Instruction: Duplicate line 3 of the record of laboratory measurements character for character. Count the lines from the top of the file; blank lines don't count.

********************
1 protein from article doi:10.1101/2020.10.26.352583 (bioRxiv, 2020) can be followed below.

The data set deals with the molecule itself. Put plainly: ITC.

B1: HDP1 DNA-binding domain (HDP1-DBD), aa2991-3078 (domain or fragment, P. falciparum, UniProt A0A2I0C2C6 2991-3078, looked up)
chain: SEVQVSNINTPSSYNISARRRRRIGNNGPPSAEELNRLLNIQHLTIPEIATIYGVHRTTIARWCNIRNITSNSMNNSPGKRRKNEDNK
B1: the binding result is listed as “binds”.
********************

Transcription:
B1: HDP1 DNA-binding domain (HDP1-DBD), aa2991-3078 (domain or fragment, P. falciparum, UniProt A0A2I0C2C6 2991-3078, looked up)